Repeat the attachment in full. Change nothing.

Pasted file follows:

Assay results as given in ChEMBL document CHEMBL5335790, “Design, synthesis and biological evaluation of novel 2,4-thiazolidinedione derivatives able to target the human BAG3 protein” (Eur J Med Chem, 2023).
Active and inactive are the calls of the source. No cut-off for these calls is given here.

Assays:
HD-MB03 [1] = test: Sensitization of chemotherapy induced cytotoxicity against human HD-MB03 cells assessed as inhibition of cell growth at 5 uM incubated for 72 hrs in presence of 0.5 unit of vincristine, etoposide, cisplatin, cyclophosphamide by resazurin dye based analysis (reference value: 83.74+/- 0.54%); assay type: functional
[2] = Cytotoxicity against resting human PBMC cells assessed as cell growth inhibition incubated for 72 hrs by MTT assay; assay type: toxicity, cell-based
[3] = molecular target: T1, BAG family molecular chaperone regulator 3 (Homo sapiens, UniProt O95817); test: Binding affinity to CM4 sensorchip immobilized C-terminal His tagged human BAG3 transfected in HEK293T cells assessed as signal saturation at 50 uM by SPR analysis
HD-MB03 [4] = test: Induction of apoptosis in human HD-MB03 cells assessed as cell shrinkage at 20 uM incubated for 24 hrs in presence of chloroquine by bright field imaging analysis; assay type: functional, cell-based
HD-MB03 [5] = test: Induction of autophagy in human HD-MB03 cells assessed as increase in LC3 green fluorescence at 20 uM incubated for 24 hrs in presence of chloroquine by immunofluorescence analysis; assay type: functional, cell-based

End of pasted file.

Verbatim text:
Assay results as given in ChEMBL document CHEMBL5335790, “Design, synthesis and biological evaluation of novel 2,4-thiazolidinedione derivatives able to target the human BAG3 protein” (Eur J Med Chem, 2023).
Active and inactive are the calls of the source. No cut-off for these calls is given here.

Assays:
HD-MB03 [1] = test: Sensitization of chemotherapy induced cytotoxicity against human HD-MB03 cells assessed as inhibition of cell growth at 5 uM incubated for 72 hrs in presence of 0.5 unit of vincristine, etoposide, cisplatin, cyclophosphamide by resazurin dye based analysis (reference value: 83.74+/- 0.54%); assay type: functional
[2] = Cytotoxicity against resting human PBMC cells assessed as cell growth inhibition incubated for 72 hrs by MTT assay; assay type: toxicity, cell-based
[3] = molecular target: T1, BAG family molecular chaperone regulator 3 (Homo sapiens, UniProt O95817); test: Binding affinity to CM4 sensorchip immobilized C-terminal His tagged human BAG3 transfected in HEK293T cells assessed as signal saturation at 50 uM by SPR analysis
HD-MB03 [4] = test: Induction of apoptosis in human HD-MB03 cells assessed as cell shrinkage at 20 uM incubated for 24 hrs in presence of chloroquine by bright field imaging analysis; assay type: functional, cell-based
HD-MB03 [5] = test: Induction of autophagy in human HD-MB03 cells assessed as increase in LC3 green fluorescence at 20 uM incubated for 24 hrs in presence of chloroquine by immunofluorescence analysis; assay type: functional, cell-based